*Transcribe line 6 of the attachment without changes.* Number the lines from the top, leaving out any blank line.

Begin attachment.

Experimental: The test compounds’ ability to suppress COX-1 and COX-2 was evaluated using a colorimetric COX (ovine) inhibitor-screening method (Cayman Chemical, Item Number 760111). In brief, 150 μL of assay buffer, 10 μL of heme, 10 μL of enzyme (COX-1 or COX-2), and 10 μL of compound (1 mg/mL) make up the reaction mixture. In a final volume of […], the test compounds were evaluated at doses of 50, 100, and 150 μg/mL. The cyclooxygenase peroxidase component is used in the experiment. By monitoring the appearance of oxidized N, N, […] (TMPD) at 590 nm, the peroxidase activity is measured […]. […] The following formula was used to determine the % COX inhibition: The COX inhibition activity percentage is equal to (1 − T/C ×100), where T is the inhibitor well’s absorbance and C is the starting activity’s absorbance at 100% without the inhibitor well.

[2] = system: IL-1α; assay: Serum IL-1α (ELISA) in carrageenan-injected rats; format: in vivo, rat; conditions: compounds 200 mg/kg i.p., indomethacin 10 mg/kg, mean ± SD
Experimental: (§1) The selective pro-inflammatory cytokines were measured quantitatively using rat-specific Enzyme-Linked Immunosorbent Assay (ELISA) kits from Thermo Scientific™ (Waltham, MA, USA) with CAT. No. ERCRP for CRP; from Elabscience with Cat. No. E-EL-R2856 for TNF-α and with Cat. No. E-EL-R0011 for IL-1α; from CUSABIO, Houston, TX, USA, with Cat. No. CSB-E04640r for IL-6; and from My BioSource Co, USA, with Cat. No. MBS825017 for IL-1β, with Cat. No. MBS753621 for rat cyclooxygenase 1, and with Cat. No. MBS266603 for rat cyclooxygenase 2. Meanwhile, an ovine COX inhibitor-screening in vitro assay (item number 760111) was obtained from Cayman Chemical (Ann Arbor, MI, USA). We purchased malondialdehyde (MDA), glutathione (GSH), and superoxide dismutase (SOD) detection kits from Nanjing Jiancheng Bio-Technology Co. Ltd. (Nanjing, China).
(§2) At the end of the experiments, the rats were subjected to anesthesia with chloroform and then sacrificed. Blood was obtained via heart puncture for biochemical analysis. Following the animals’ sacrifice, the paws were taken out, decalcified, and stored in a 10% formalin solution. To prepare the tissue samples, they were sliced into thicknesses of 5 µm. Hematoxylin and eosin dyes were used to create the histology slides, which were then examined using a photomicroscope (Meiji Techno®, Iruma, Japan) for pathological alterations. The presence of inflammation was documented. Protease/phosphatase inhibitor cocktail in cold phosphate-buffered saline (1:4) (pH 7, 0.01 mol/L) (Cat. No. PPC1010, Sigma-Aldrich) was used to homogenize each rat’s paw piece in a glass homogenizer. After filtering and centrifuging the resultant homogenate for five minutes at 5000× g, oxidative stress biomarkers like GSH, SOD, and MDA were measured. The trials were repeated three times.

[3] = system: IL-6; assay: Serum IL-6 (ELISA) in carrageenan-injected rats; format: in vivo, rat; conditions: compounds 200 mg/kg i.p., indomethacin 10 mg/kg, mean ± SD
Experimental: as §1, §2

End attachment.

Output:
Experimental: as §1, §2